HONOLULU, Hawaii (HawaiiNewsNow) - Hawaii heiress Abigail Kawananakoa received a $142,000 federal loan meant for pandemic-stricken businesses, Hawaii News Now has learned.
Her attorney Bruce Voss said the 94-year-old Kawananakoa needed the Paycheck Protection Program loan because the three-year legal battle over her $215 million fortune had drained her bank accounts.
Her application said she planned to use the money to keep nine staffers working during the pandemic.
But her trustee James Wright said that most of the workers are actually personal staff and that the loan wasn’t needed because her trust was paying their salaries.
“It appears this loan was being used to pay for the personal household expenses of a wealthy heiress. That’s just outrageous,” said investigative reporter Ian Lind.
Kawananakoa lost control over her trust about two years ago when a state judge ruled two years ago that she didn’t have the capacity to manage her financial affairs. The trust held most of her assets.
Voss said her remaining money has been depleted because Wright racked up $7 million costs during the legal battle over the trust.
“Ms. Kawananakoa borrowed money to ensure that her staff in Honolulu was paid during the pandemic,” Voss said.
“Ms. Kawananakoa may be forced to close her beloved Lakeview quarter horse ranch in California, because the trust litigation has drained all of her available money.”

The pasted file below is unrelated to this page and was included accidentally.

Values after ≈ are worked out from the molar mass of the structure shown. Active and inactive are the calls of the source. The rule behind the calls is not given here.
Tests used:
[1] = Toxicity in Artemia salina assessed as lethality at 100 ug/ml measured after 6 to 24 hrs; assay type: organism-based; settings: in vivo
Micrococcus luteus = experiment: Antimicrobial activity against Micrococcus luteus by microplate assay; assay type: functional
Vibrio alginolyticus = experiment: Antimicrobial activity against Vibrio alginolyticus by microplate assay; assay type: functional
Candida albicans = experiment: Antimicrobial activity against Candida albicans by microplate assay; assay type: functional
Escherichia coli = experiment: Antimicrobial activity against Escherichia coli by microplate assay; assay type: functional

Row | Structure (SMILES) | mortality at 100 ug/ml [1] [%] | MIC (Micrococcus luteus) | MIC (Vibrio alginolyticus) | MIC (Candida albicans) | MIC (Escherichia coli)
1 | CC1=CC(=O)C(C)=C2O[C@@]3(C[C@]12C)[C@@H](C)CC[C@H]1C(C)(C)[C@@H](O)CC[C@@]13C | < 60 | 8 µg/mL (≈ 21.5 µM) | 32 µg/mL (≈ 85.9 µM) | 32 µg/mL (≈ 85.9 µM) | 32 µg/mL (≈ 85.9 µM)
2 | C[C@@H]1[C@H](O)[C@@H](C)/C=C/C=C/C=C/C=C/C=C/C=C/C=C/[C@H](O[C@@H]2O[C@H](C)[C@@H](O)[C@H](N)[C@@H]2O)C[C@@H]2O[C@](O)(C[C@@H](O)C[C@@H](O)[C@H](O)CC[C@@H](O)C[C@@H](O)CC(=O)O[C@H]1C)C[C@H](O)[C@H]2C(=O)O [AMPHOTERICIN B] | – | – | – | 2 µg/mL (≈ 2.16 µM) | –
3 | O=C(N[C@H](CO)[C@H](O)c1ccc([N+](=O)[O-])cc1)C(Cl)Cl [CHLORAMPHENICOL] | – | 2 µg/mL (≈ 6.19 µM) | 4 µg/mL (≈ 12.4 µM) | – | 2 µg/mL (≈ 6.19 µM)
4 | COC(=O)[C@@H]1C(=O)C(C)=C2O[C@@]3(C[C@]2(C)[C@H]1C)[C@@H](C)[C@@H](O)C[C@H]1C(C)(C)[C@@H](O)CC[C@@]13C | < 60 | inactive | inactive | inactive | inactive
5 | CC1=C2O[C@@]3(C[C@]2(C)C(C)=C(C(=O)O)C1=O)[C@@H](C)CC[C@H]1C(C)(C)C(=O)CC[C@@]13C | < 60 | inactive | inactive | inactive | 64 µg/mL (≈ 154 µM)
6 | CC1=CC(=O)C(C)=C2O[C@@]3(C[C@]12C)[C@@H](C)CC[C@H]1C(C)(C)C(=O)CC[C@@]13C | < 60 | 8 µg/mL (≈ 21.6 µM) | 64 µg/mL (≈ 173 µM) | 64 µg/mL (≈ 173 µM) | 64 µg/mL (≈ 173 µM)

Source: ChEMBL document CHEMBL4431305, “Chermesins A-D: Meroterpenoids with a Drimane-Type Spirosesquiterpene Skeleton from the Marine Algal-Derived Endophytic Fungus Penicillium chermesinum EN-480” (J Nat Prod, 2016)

But Wright said closing the horse ranch was her own idea.
Court records also show that Kawananakoa still receives about $14 million a year in income from her trust’s stock in real estate developer James Campbell Co.
Federal records show that the PPP loan was issued in April, or three months before a state judge appointed a conservator ― former Hawaiian Electric Co. executive Robbie Alm ― to manage Kawananakoa’s financial affairs.
Attorney Megan Kau, who represents Kawananakoa’s former housekeepers, said she hopes Alm will investigate how the PPP loan was obtained.
“I cross examined Ms. Kawananakoa for hours and it was very clear that she’s not capable of managing her own finances. So who filled out this application for her?” said Kau.
“If somebody else filled out that application on her behalf and had her sign it and that included false misstatements .... (they could be) looking at personal criminal liability.”